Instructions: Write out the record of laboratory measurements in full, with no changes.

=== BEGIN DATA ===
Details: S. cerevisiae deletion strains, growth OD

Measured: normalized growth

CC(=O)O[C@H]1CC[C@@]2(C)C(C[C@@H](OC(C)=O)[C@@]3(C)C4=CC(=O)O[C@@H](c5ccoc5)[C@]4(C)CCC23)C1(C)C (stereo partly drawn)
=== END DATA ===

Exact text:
Details: S. cerevisiae deletion strains, growth OD

Measured: normalized growth

CC(=O)O[C@H]1CC[C@@]2(C)C(C[C@@H](OC(C)=O)[C@@]3(C)C4=CC(=O)O[C@@H](c5ccoc5)[C@]4(C)CCC23)C1(C)C (stereo partly drawn)